November 18th, 2014
in Op Ed
Written by Frans Jager, Castnet Corp.
As we have recently witnessed another national election come and go, the grumblings about the dysfunction in Washington D.C. intensify and - believe it or not - there are even some initiatives of bipartisan nature that try to do something about it:
- The Bipartisan Policy Center published, on June 24, 2014 the report by its Commission on Political Reform titled "Governing in a polarized America: A Bipartisan Blueprint to Strengthen our Democracy."
- No Labels, a national movement of Democrats, Republicans and independents dedicated to a new politics of problem solving, offered earlier in the year a "Shared Vision for a Stronger America" with contributions from politicians from both sides of the aisle, led by former governor Jon Huntsman and Senator Joe Manchin.
by Seth Mason, ECOMINOES.com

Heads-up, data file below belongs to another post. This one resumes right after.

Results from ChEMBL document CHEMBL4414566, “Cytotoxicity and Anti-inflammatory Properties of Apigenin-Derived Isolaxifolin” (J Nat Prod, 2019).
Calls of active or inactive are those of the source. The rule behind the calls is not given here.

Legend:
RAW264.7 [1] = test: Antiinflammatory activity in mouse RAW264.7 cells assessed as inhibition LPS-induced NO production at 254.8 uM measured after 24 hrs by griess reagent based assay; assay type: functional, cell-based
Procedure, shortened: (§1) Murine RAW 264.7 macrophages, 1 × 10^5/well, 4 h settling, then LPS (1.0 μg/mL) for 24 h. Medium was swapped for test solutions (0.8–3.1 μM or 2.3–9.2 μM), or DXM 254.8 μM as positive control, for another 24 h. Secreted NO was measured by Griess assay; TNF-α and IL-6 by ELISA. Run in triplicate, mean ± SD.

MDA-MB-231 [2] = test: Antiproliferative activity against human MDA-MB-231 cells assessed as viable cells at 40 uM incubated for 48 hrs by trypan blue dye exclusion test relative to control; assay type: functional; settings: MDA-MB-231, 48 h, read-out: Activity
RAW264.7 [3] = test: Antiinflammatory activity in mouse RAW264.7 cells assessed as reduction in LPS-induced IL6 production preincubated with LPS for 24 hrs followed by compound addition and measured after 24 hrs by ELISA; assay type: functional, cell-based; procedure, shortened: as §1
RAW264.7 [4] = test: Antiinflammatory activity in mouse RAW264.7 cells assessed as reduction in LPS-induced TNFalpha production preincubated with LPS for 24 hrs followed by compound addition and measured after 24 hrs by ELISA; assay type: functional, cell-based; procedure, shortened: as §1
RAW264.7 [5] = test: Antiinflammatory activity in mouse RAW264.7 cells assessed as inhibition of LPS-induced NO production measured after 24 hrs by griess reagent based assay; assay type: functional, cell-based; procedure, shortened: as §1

Appeared originally at Solidus.Center, 17 November 2014.
The Federal Reserve is comprised of economic “interventionists” who ostensibly manipulate the money supply and interest rates for the betterment of the economy and the prosperity of the American people. In reality, the Fed’s monetary manipulation causes severe distortions in the economy that benefit a select few while harming a large swath of people.
by Rick Ackerman, Rick's Picks
The newspaper business is in a state of collapse, undermining the very health of democracy in America in ways that I shall explain. From a financial standpoint, the fatal problems of newspapers are well known, having begun with the encroachment of web-based advertising on crucial sources of revenue, most particularly classified ads. Adding to this problem is the death spiral of brick-and-mortar retail, a failure that has all but killed the big display ads that used to spread across two full pages. Newsprint and delivery costs have soared as well.
by Richard M. Ebeling, mises.org
Eighty years ago, in the autumn of 1934, Ludwig von Mises's The Theory of Money and Credit first appeared in English. It remains one of the most important books on money and inflation penned in the twentieth century, and even eight decades later, it still offers the clearest analysis and understanding of booms and busts, inflations, and depressions.